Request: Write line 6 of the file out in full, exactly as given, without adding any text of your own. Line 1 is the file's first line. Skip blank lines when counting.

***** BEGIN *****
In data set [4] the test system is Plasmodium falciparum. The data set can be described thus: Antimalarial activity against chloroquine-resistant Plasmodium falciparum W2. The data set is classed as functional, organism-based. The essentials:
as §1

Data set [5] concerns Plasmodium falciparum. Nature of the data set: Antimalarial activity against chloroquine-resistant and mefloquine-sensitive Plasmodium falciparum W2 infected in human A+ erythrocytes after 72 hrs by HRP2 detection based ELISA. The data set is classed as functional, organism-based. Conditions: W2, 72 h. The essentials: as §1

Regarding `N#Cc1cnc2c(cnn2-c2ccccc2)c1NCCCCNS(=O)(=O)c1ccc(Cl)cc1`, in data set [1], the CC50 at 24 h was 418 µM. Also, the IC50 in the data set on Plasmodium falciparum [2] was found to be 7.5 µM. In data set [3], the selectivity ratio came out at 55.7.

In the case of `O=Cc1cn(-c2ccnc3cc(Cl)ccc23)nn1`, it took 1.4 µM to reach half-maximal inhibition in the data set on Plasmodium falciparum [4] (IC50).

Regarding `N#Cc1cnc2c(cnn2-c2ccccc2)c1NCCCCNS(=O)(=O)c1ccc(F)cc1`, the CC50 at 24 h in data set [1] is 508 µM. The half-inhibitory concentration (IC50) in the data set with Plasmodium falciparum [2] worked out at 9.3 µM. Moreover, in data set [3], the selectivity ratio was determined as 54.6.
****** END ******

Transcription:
Regarding `N#Cc1cnc2c(cnn2-c2ccccc2)c1NCCCCNS(=O)(=O)c1ccc(F)cc1`, the CC50 at 24 h in data set [1] is 508 µM. The half-inhibitory concentration (IC50) in the data set with Plasmodium falciparum [2] worked out at 9.3 µM. Moreover, in data set [3], the selectivity ratio was determined as 54.6.